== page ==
'Don't Bother Me I Can't Cope'

Musical director Charles Creath and director Ron Himes with members of the ‘Don’t Bother Me I Can’t Cope’ during rehearsal for the upcoming musical on Friday. The show will open the Black Rep’s 43rd season when it plays Wash U.’s Edison Theatre from September 4-22. 

When Micki Grant and the late Vinnette Carroll paired up to interpret the black struggle through song and dance nearly 50 years ago, they made history.

The cohort of theaters in New York City known as Broadway – the epicenter of drama and the originator of the musical – had been in existence since the Civil War days. Yet it would be 1972 before the first show with music and lyrics written by an African American woman and a black woman director were granted entrance into “the great white way.”

They came at the same time through “Don’t Bother Me I Can’t Cope,” with Grant as the writer and Carroll as the director.

Next week, the show opens the Black Rep’s 43rd Season at Washington University’s Edison Theatre and features the creative partnership of the company with Alvin Ailey American Dance Theater alums Antonio Douthit-Boyd and Kirven Douthit-Boyd.

For nearly five years, the spouses have co-directed COCAdance at COCA – the organization that discovered Antonio’s natural gift for movement as a teen and put him on the fast track for his storied dance performance career that ended as a principal dancer for Ailey.

“It’s such a great thing that Kirven came home with Antonio,” said Ron Himes, Founder and Producing Director of The Black Rep. “We now have a way to let people know that you can be at the top of your game and have  a base here. That’s what I really hope that this collaboration will fuel.”

The couple brings their talent to the Black Rep with Kirven as the show’s choreographer and Antonio as a member of the 11-person ensemble.

“I told Ron and Kirven that I was in retirement. Clearly, they don’t get it,” Antonio said with a smile. “Ron demands so much, but he is so giving of his time and his energy and his passion. That it is helping me go back to what I do and just reevaluate how we approach the arts in our communities.”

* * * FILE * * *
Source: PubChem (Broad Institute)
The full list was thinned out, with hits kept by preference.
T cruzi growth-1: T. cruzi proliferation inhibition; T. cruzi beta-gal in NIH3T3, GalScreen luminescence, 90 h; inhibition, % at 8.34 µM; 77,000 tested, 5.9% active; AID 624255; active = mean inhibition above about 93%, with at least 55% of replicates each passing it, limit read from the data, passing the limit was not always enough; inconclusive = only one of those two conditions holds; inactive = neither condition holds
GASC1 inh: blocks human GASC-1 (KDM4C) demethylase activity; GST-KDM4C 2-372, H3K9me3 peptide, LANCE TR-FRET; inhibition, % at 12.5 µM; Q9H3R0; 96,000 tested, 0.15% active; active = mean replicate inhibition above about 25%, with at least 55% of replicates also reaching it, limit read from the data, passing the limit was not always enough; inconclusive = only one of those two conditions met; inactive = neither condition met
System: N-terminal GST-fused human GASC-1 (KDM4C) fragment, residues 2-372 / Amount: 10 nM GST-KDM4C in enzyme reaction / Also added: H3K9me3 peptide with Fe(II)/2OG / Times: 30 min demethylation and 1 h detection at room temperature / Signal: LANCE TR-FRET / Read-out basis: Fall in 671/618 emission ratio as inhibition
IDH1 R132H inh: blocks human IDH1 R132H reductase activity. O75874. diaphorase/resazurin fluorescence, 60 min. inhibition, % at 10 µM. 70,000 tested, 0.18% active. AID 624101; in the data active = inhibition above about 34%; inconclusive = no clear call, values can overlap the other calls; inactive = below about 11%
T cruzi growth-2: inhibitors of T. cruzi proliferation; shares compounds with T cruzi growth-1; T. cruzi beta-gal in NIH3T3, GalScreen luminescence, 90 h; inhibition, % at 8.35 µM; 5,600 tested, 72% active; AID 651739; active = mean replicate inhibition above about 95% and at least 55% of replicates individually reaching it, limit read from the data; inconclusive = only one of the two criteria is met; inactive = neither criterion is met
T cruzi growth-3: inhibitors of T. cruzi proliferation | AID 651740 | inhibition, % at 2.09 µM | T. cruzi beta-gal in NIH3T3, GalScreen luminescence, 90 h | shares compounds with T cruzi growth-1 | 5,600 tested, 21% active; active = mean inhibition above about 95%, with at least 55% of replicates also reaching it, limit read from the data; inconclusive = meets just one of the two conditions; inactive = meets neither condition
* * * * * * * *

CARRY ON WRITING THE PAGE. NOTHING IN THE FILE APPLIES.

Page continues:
The couple came to mind as Himes was researching the production to bring the show to the Black Rep stage.

 “One of the main things that made me think about Kirven and Antonio was that on Broadway the show was choreographed by George Faison,” said Himes, who also serves as the show’s director. “Reviews talked about the ‘Ailey-esque’ choreography, so I’m like, ‘Okay.’”

According to Himes, the result of the pairing of Antonio and Kirven with the Black Rep has resulted in creative magic and has been a major inspiration.

“Watching the two of them in our rehearsal hall work, I just told Antonio, man, this is such an honor for me – for The Black Rep – to have you all in this rehearsal hall working on this production,” said Himes.

A black musical classic

“It’s really important for us to keep our classics alive because that is how we preserve our heritage and our culture by doing the work of the people whose shoulders we stand on,” Himes said of his decision to present the show after speaking with the show’s creator on how to stage it for the Black Rep.

“Don’t Bother Me I Can’t Cope” is a creative response to toll that comes with the daily fight of institutionalized racism and the challenges of being black in America, with a system built to make sure the odds are stacked against you.

“The play is very political – and it makes a lot of political statements,” Himes said. “Unfortunately, those same political statements speak to everything we are dealing with today. We have an obligation to get this message across in the most entertaining way that we can.

He has faith in the Douthit-Boyds, the entire ensemble, musicians and the production staff to deliver an unforgettable presentation.

“Incredible dancing, unbelievable singing and wonderful storytelling,” Himes said. “I think that’s what people are going to see.”

Kirven hopes that the audiences will see a piece of themselves over the course of the production for the sake of connection.

“Representation is key – especially in art,” Kirven said. “I hope that each audience member identifies some way in some part and it really makes a deep impact.”

Antonio wants “Don’t Bother Me I Can’t Cope” to spur viewers into action. 

“I want them to be transformed – energized to do something,” Antonio said. “The message is very strong, and I think that they will have no choice but to be shook by the story. I want them to just to wake up and see that the arts are viable to everyone’s lives – and play a major role in the resistance. I want them to wake up, want change and be shook. I want them to become ‘woke.’”

“Don’t Bother Me I Can’t Cope,” will run September 4- September 22 at the Edison Theatre on the campus of Washington University. To purchase tickets or for more information, visit www.theblackrep.org/ or call (314) 534-3807.

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